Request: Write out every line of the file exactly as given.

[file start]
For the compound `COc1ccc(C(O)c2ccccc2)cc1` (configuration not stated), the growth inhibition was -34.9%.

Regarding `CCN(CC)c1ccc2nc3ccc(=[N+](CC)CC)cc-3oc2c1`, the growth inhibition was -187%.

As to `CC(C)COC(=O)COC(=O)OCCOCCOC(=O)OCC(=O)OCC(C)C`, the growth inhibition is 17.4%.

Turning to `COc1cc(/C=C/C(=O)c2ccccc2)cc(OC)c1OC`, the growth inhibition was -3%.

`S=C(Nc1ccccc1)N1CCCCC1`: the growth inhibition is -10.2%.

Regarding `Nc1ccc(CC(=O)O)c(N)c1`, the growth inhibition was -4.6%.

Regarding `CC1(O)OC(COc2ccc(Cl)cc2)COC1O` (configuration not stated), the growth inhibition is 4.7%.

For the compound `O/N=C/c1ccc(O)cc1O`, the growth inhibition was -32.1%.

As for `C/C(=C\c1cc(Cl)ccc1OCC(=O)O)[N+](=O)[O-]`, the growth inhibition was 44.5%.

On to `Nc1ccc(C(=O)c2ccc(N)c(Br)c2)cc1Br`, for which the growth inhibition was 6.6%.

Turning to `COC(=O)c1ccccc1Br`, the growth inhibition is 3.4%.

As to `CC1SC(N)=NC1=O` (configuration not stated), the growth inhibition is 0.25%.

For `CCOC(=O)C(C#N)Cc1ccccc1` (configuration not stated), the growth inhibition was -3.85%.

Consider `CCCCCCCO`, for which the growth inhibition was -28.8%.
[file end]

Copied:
For the compound `COc1ccc(C(O)c2ccccc2)cc1` (configuration not stated), the growth inhibition was -34.9%.

Regarding `CCN(CC)c1ccc2nc3ccc(=[N+](CC)CC)cc-3oc2c1`, the growth inhibition was -187%.

As to `CC(C)COC(=O)COC(=O)OCCOCCOC(=O)OCC(=O)OCC(C)C`, the growth inhibition is 17.4%.

Turning to `COc1cc(/C=C/C(=O)c2ccccc2)cc(OC)c1OC`, the growth inhibition was -3%.

`S=C(Nc1ccccc1)N1CCCCC1`: the growth inhibition is -10.2%.

Regarding `Nc1ccc(CC(=O)O)c(N)c1`, the growth inhibition was -4.6%.

Regarding `CC1(O)OC(COc2ccc(Cl)cc2)COC1O` (configuration not stated), the growth inhibition is 4.7%.

For the compound `O/N=C/c1ccc(O)cc1O`, the growth inhibition was -32.1%.

As for `C/C(=C\c1cc(Cl)ccc1OCC(=O)O)[N+](=O)[O-]`, the growth inhibition was 44.5%.

On to `Nc1ccc(C(=O)c2ccc(N)c(Br)c2)cc1Br`, for which the growth inhibition was 6.6%.

Turning to `COC(=O)c1ccccc1Br`, the growth inhibition is 3.4%.

As to `CC1SC(N)=NC1=O` (configuration not stated), the growth inhibition is 0.25%.

For `CCOC(=O)C(C#N)Cc1ccccc1` (configuration not stated), the growth inhibition was -3.85%.

Consider `CCCCCCCO`, for which the growth inhibition was -28.8%.